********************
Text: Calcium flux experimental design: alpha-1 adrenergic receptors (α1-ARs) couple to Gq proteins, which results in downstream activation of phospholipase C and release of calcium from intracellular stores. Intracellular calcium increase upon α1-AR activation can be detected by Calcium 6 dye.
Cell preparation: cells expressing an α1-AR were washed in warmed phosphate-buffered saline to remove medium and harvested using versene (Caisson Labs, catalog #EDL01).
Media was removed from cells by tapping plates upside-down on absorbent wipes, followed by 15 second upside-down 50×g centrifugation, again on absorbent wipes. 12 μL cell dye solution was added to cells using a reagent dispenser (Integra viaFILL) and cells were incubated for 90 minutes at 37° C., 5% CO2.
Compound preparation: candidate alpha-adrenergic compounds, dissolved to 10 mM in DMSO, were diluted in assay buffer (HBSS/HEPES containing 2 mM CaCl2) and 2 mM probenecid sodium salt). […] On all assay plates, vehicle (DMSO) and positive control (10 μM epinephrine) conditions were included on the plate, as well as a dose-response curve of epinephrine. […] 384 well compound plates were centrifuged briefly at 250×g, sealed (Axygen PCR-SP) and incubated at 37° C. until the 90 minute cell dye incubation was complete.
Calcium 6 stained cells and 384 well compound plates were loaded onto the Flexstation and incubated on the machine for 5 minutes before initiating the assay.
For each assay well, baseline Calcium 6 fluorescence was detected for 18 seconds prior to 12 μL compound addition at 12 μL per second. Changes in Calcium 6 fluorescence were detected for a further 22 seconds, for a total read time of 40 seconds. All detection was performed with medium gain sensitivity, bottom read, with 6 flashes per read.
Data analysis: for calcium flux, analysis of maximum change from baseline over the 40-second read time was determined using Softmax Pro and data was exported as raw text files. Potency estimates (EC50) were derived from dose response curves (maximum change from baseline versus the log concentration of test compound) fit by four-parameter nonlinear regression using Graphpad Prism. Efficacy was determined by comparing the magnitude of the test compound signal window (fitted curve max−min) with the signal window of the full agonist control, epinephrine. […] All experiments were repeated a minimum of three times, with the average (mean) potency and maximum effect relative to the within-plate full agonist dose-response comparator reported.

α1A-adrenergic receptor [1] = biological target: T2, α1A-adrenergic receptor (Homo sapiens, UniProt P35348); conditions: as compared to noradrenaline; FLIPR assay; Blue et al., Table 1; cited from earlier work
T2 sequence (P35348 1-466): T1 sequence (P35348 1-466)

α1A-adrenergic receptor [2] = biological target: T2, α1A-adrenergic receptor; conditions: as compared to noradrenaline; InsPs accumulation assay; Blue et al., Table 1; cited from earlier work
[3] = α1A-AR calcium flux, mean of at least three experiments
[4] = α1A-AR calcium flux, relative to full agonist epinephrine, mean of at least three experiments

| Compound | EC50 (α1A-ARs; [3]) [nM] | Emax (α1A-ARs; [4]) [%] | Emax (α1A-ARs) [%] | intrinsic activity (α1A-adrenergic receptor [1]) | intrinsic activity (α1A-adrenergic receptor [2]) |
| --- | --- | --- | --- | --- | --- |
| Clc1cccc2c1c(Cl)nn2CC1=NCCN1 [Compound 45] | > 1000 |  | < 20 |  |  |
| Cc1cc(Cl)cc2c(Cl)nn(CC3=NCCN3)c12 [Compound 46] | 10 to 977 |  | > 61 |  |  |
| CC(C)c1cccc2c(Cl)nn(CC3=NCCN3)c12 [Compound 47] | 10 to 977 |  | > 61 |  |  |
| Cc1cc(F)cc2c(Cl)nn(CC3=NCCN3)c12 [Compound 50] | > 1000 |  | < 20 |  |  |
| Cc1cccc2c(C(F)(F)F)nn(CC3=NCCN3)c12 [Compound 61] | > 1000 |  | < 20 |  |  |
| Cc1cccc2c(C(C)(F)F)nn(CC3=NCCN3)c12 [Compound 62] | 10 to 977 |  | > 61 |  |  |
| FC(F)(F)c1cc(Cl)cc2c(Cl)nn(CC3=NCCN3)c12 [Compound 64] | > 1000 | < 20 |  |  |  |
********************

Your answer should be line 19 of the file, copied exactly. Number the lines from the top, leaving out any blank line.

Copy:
| Cc1cccc2c(C(F)(F)F)nn(CC3=NCCN3)c12 [Compound 61] | > 1000 |  | < 20 |  |  |